I reckon a large part of our attempt at universality is the reaching out. We put a human spin on our own poor fits. Or, what we are afraid are poor fits.
Helena Blavatsky referencing “one ‘well-to-do Arab’” or “some tribes of Siberia,” and seem less or more leading than one hundred and ten years later, King Mob, in a fit of frustration, referring to a Japanese man as, “Charlie Chan,” but anglophone literature, magick, revolution, science, history, art and politics carry inclination to orienting confirmation biases and cute summaries, slips of phrase, and twee knowing gesture.
Inside The Invisibles, or on the surface of it, Jack and Boy have their romance over about one year of monthly issues, most of it, probably, more apart than together. There have been accusations of characters fetishizing other characters, of ignorance on the part of authors on the comic. Arguments are put forth that the two of them make a bad couple or a poor fit, that they could not last. They do not last, though. They do not last and yet the moments are eternal, recorded in panels, imprinted on time and space and hope.
From inside, Boy and Jack’s relationship changes, and again changes. From outside, to us, the world they are in is a model, a concentration or purification for experiment and play. The Invisibles is a workspace, a tabletop on which rests interlinked models. Play set land. Personal public journal.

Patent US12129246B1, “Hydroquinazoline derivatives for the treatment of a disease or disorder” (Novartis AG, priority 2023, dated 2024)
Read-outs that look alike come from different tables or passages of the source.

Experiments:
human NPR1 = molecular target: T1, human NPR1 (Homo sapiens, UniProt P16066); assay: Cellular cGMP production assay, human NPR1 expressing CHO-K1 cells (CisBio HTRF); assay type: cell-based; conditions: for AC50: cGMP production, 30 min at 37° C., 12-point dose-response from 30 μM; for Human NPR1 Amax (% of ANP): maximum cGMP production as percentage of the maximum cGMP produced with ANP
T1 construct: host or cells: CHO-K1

Colonialism is understood and performed. Racism staggers by racialization, not only amongst the topmost and bottom rungs of a thronged ladder, but throughout the body. Predisposition to bigoted or presumptuous interpretation affects the potency of anticipatory potential dynamics.
The orientalism of a Nineteenth Century European may not be the same orientalism as his compatriot, while their orientalism, in toto, is systemic and comparable. You cannot make a lie of Edward Said’s Orientalism because of variety in orientalisms in a pool of orientalist ideology and racist received wisdom.
I could tell you that the Bob Crewe Generation said, “There’s a kind of chariot about you, Barbelo, Bara-Elo.”
“We are your muddahfadduh, we are your boibel-loth; it never started and it won’t send.” From A Wilkes-Krier.
We put limitations on Allan Sherman, on Ma Rainey, Angela Davis, Beyonce, Phylicia Rashad, Nnedi Okorafor, Andrew WK, which we have no power to enforce. It’s a Doris Wishman world. We have power to penalize, in our own individuated ways.
All relationships transitional. Greek to Roman, Roman to white, white Galatea to white Venus. You cannot move out of relation to someone, only into new relationships, different dynamics. Are they white or are they European? Caucasian or Caucasian? The tether from one human to another is as impermanent and forever as the time worm time-lapse figures humans are seen as outside time, everyone receding back into birth parents and DNA. You cannot take the same look twice, but you sometimes see the same the second time, regardless of whether it is there, or if you saw the first the first time or only expected to.
Is anyone bothered much by white artists drawing Black women in The Invisibles? Indigenous characters? No real concern over how a queer artist draws or dresses Asian men. But, I think, too, it is a mistake to assume too many people are particularly upset that a queer writer wrote Black women or queer Latino drew Latine characters.